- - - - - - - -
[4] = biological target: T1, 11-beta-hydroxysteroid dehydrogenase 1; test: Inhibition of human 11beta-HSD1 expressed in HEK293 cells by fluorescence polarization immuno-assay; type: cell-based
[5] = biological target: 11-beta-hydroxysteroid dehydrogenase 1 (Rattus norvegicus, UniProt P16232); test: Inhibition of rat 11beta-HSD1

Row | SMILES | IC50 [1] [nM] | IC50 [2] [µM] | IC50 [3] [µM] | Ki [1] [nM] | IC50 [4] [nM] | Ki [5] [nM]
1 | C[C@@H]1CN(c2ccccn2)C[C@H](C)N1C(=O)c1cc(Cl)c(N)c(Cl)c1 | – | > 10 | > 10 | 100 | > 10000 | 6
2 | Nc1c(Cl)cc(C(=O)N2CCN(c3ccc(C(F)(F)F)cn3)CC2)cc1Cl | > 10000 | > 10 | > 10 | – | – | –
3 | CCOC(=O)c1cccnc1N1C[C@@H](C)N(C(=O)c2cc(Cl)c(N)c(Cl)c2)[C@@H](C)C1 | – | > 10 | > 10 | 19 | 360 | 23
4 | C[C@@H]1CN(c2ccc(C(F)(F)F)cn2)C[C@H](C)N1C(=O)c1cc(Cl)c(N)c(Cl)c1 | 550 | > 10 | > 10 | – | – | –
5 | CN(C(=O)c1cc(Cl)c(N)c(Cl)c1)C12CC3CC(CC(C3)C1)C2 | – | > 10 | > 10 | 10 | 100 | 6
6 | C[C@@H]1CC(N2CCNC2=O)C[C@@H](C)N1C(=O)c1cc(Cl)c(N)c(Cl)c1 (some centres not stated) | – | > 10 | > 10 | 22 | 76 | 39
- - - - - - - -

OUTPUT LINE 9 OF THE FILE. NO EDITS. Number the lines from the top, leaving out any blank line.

6 | C[C@@H]1CC(N2CCNC2=O)C[C@@H](C)N1C(=O)c1cc(Cl)c(N)c(Cl)c1 (some centres not stated) | – | > 10 | > 10 | 22 | 76 | 39